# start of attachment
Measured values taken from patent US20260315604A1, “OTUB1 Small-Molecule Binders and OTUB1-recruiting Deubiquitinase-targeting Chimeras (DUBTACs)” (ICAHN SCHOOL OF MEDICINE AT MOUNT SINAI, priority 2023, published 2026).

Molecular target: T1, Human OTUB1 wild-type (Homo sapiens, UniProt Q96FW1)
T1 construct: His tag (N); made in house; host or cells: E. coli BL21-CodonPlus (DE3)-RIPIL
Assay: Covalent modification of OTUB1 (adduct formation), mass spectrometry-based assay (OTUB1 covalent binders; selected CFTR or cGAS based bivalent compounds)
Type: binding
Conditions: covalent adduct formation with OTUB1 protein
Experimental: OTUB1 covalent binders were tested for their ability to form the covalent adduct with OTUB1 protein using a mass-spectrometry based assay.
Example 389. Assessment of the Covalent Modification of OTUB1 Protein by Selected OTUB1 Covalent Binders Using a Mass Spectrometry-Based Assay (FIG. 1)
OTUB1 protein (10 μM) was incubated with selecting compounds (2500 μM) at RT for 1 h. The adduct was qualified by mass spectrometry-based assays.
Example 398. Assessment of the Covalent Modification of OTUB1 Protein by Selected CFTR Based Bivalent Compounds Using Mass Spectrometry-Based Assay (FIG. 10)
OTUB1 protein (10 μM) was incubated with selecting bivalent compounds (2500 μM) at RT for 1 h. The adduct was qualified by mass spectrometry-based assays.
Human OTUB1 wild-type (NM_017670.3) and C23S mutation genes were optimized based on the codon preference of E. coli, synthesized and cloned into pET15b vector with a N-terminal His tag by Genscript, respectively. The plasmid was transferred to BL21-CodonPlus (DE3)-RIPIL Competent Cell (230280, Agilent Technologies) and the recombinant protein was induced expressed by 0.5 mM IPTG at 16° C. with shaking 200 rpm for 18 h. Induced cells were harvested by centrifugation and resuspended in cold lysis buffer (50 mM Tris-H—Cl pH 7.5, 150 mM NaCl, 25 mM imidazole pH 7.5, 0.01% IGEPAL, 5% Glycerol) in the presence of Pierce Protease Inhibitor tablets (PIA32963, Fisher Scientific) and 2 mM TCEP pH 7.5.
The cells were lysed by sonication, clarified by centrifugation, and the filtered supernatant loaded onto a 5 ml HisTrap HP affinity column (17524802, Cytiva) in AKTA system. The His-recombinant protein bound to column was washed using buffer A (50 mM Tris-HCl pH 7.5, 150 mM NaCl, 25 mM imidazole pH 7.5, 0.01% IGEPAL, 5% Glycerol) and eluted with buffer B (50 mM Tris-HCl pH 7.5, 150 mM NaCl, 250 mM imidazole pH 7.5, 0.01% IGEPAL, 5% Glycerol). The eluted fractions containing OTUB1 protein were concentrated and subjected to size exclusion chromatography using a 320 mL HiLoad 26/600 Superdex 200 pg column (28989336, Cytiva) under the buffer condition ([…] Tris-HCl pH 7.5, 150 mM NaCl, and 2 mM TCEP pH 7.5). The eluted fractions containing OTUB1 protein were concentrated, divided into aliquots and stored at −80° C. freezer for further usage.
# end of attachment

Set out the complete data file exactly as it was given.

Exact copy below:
Measured values taken from patent US20260315604A1, “OTUB1 Small-Molecule Binders and OTUB1-recruiting Deubiquitinase-targeting Chimeras (DUBTACs)” (ICAHN SCHOOL OF MEDICINE AT MOUNT SINAI, priority 2023, published 2026).

Molecular target: T1, Human OTUB1 wild-type (Homo sapiens, UniProt Q96FW1)
T1 construct: His tag (N); made in house; host or cells: E. coli BL21-CodonPlus (DE3)-RIPIL
Assay: Covalent modification of OTUB1 (adduct formation), mass spectrometry-based assay (OTUB1 covalent binders; selected CFTR or cGAS based bivalent compounds)
Type: binding
Conditions: covalent adduct formation with OTUB1 protein
Experimental: OTUB1 covalent binders were tested for their ability to form the covalent adduct with OTUB1 protein using a mass-spectrometry based assay.
Example 389. Assessment of the Covalent Modification of OTUB1 Protein by Selected OTUB1 Covalent Binders Using a Mass Spectrometry-Based Assay (FIG. 1)
OTUB1 protein (10 μM) was incubated with selecting compounds (2500 μM) at RT for 1 h. The adduct was qualified by mass spectrometry-based assays.
Example 398. Assessment of the Covalent Modification of OTUB1 Protein by Selected CFTR Based Bivalent Compounds Using Mass Spectrometry-Based Assay (FIG. 10)
OTUB1 protein (10 μM) was incubated with selecting bivalent compounds (2500 μM) at RT for 1 h. The adduct was qualified by mass spectrometry-based assays.
Human OTUB1 wild-type (NM_017670.3) and C23S mutation genes were optimized based on the codon preference of E. coli, synthesized and cloned into pET15b vector with a N-terminal His tag by Genscript, respectively. The plasmid was transferred to BL21-CodonPlus (DE3)-RIPIL Competent Cell (230280, Agilent Technologies) and the recombinant protein was induced expressed by 0.5 mM IPTG at 16° C. with shaking 200 rpm for 18 h. Induced cells were harvested by centrifugation and resuspended in cold lysis buffer (50 mM Tris-H—Cl pH 7.5, 150 mM NaCl, 25 mM imidazole pH 7.5, 0.01% IGEPAL, 5% Glycerol) in the presence of Pierce Protease Inhibitor tablets (PIA32963, Fisher Scientific) and 2 mM TCEP pH 7.5.
The cells were lysed by sonication, clarified by centrifugation, and the filtered supernatant loaded onto a 5 ml HisTrap HP affinity column (17524802, Cytiva) in AKTA system. The His-recombinant protein bound to column was washed using buffer A (50 mM Tris-HCl pH 7.5, 150 mM NaCl, 25 mM imidazole pH 7.5, 0.01% IGEPAL, 5% Glycerol) and eluted with buffer B (50 mM Tris-HCl pH 7.5, 150 mM NaCl, 250 mM imidazole pH 7.5, 0.01% IGEPAL, 5% Glycerol). The eluted fractions containing OTUB1 protein were concentrated and subjected to size exclusion chromatography using a 320 mL HiLoad 26/600 Superdex 200 pg column (28989336, Cytiva) under the buffer condition ([…] Tris-HCl pH 7.5, 150 mM NaCl, and 2 mM TCEP pH 7.5). The eluted fractions containing OTUB1 protein were concentrated, divided into aliquots and stored at −80° C. freezer for further usage.